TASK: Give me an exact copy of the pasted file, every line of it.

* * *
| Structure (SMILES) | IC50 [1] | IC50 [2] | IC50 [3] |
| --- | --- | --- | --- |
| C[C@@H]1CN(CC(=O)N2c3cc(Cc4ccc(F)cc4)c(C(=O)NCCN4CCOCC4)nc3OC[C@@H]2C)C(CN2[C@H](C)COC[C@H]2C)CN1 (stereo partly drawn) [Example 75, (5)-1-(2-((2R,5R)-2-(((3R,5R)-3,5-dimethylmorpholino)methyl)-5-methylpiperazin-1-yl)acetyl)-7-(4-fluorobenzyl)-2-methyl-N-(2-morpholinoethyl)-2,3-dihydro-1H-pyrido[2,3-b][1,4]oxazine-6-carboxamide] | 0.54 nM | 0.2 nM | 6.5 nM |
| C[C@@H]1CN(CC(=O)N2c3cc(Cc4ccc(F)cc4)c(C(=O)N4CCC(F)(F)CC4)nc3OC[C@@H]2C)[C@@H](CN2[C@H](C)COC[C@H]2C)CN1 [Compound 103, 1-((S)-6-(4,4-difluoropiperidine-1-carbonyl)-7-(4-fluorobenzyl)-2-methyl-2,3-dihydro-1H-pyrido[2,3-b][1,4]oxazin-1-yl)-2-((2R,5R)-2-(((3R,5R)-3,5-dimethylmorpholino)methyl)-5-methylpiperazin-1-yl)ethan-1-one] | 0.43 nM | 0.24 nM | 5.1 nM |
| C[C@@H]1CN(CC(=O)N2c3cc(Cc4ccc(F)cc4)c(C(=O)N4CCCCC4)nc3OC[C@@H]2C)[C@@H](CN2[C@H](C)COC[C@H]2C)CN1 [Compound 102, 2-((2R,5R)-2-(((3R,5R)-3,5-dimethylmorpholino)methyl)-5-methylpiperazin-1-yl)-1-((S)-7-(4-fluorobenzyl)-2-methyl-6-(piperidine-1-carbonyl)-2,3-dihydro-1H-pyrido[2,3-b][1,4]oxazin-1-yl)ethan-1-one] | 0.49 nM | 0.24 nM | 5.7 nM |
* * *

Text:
| Structure (SMILES) | IC50 [1] | IC50 [2] | IC50 [3] |
| --- | --- | --- | --- |
| C[C@@H]1CN(CC(=O)N2c3cc(Cc4ccc(F)cc4)c(C(=O)NCCN4CCOCC4)nc3OC[C@@H]2C)C(CN2[C@H](C)COC[C@H]2C)CN1 (stereo partly drawn) [Example 75, (5)-1-(2-((2R,5R)-2-(((3R,5R)-3,5-dimethylmorpholino)methyl)-5-methylpiperazin-1-yl)acetyl)-7-(4-fluorobenzyl)-2-methyl-N-(2-morpholinoethyl)-2,3-dihydro-1H-pyrido[2,3-b][1,4]oxazine-6-carboxamide] | 0.54 nM | 0.2 nM | 6.5 nM |
| C[C@@H]1CN(CC(=O)N2c3cc(Cc4ccc(F)cc4)c(C(=O)N4CCC(F)(F)CC4)nc3OC[C@@H]2C)[C@@H](CN2[C@H](C)COC[C@H]2C)CN1 [Compound 103, 1-((S)-6-(4,4-difluoropiperidine-1-carbonyl)-7-(4-fluorobenzyl)-2-methyl-2,3-dihydro-1H-pyrido[2,3-b][1,4]oxazin-1-yl)-2-((2R,5R)-2-(((3R,5R)-3,5-dimethylmorpholino)methyl)-5-methylpiperazin-1-yl)ethan-1-one] | 0.43 nM | 0.24 nM | 5.1 nM |
| C[C@@H]1CN(CC(=O)N2c3cc(Cc4ccc(F)cc4)c(C(=O)N4CCCCC4)nc3OC[C@@H]2C)[C@@H](CN2[C@H](C)COC[C@H]2C)CN1 [Compound 102, 2-((2R,5R)-2-(((3R,5R)-3,5-dimethylmorpholino)methyl)-5-methylpiperazin-1-yl)-1-((S)-7-(4-fluorobenzyl)-2-methyl-6-(piperidine-1-carbonyl)-2,3-dihydro-1H-pyrido[2,3-b][1,4]oxazin-1-yl)ethan-1-one] | 0.49 nM | 0.24 nM | 5.7 nM |